From 1982 Denis Johnson studied the possibility of equipping Formula 1 cars with TV cameras "on board" with the approval of Bernie Ecclestone, President of the FOCA (Formula One Constructors Association) who gave him all the technical and human support for this project.


Bernie Ecclestone became a real mentor, patron and sponsor of Denis Johnson: He opened the F1 world with all the drivers and team members to him and was crucial for the fact that Denis Johnson could cover most of the F 1 races as well as many secret practice rounds..

Also Denis Johnson and his crew have built their own and first on-board camera which have been used for the first time on the Brabham/BMW  BT52B F1 of Nelson Piquet at Monza in 1983 and therefore in mainly all the sports covered by Denis Johnson and his team.


These first trials in 1983 on the Autodromo Monza race track were the outcome of several months' of tests performed mainly on the BMW M12/13 engine of the Brabham BT52B at the Brabham F1 Team workshop in England.


In Monza Nelson Piquet’s Brabham/BMW  BT52B was equipped with the very first image transmitting device ("television") which alone had a weight of more than 7 kilos and with a basic standard camera. The main purpose of these first experiments was to test the capability of the device to emit a signal from a Formula I race car in motion.

From 1984 onwards the Renault F1 team took over the testing from the team Brabham. It was easier for them since the team of engineers for the testing of material for transmitting images was for the most part working for the French firm Thomson.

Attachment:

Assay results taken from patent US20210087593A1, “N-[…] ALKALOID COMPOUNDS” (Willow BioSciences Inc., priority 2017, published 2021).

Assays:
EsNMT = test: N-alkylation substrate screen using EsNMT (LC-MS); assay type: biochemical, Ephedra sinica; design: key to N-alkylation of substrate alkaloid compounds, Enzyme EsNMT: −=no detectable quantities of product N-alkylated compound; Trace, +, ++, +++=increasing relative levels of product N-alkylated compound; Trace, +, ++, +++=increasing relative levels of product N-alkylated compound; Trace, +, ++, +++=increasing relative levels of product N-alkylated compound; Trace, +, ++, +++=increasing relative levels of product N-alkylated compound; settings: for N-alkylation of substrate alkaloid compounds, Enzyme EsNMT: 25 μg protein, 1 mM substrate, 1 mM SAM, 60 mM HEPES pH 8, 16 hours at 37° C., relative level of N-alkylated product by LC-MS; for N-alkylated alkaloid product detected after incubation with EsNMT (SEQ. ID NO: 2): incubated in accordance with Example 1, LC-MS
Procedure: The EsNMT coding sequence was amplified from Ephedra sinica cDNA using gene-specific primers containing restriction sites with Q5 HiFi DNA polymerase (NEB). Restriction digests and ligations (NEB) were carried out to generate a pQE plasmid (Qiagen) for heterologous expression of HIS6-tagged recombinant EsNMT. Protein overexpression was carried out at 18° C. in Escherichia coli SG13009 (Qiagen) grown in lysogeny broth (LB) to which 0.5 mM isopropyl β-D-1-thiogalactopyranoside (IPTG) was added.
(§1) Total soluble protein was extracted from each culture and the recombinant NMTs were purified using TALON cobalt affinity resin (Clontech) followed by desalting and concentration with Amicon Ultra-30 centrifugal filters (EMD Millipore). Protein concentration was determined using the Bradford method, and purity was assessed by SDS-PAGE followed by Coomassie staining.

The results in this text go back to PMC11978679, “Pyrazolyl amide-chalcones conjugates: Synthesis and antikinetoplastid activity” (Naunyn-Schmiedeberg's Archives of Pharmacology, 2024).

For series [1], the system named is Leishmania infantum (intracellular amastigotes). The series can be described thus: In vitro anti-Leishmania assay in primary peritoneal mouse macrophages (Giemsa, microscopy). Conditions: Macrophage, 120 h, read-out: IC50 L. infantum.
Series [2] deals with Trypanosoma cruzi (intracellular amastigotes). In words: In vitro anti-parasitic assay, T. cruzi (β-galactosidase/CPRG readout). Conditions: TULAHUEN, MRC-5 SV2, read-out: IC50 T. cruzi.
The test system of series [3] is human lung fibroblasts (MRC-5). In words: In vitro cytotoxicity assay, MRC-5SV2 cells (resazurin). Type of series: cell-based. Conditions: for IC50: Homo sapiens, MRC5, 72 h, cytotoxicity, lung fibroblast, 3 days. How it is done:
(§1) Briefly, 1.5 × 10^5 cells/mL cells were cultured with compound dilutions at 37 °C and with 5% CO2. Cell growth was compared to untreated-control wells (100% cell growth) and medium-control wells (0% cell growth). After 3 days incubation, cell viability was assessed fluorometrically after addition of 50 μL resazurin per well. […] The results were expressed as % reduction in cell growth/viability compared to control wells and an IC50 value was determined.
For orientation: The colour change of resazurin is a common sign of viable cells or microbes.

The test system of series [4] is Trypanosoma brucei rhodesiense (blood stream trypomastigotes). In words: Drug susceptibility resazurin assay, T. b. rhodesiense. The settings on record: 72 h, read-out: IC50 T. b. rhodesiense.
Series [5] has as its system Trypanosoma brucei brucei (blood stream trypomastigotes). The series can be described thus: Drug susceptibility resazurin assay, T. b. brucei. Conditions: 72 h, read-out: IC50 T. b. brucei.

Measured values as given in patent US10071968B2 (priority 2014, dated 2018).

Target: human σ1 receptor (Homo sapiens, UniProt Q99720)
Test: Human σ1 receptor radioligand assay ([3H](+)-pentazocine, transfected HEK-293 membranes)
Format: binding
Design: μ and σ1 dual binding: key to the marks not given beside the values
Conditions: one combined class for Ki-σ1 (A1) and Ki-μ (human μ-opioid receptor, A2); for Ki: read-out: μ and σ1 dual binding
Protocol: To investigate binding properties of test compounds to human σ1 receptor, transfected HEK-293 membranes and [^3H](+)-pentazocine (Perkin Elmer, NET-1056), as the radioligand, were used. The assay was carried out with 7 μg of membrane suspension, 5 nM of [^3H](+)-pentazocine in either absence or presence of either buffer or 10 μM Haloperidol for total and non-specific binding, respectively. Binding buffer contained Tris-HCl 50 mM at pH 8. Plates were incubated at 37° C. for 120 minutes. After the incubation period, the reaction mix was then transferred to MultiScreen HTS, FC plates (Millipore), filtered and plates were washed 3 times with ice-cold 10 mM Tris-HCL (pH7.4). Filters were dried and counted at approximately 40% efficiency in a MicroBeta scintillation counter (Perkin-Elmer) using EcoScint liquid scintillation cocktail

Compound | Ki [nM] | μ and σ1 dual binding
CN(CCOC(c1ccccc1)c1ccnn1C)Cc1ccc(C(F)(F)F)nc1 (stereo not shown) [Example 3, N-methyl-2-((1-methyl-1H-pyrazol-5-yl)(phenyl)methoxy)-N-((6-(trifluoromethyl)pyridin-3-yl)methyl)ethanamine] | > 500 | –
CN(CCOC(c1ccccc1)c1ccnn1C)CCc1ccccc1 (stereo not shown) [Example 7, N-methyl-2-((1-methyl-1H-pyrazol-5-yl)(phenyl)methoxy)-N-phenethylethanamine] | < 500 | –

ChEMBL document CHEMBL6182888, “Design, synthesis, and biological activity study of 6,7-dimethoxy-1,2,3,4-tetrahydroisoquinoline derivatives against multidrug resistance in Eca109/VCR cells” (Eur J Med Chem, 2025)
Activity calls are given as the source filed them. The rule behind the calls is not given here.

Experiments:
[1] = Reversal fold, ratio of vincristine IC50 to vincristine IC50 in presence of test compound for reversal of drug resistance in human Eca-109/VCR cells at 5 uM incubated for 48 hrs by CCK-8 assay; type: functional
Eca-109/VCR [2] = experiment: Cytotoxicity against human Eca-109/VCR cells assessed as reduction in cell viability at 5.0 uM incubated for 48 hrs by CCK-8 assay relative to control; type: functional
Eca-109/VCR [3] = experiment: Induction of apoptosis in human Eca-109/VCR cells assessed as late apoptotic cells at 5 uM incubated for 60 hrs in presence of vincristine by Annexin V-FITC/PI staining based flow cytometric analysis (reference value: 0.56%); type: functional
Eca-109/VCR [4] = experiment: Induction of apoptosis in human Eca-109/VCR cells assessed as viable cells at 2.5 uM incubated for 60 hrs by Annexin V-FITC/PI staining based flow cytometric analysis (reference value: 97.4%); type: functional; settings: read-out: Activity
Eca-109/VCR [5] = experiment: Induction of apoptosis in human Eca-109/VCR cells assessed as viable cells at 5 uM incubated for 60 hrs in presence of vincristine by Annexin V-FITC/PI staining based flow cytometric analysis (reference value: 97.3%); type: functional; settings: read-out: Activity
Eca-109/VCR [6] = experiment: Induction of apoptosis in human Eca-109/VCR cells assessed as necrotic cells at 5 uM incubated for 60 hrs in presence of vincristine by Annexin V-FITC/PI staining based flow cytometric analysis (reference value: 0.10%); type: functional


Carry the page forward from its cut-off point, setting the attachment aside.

So there were many tests performed and on various racing tracks such as Linas-Monthléry, the Paul Ricard circuit, Michelin racing track in Clermont-Ferrand and many others, with a first class cameraman … Patrick Tambay and his Renault F1 RE50 V6 Turbo.

Jean-Pierre Beltoise with his Peugeot of the French Touring Championship was also requested to participate in these experimental tests with the télévision equipment which over time was substantailly reduced in size..


For the first time  at the Grand-Prix of Europe in 1985 on the Nurburgring racing track in Germanya Formula I race car was equipped with an on-board TV camera already at the starting grid. For this occasion the F1-team of Renault employed a third F1-Grand-Prix car which was driven by the Frenchman François Hesnault.


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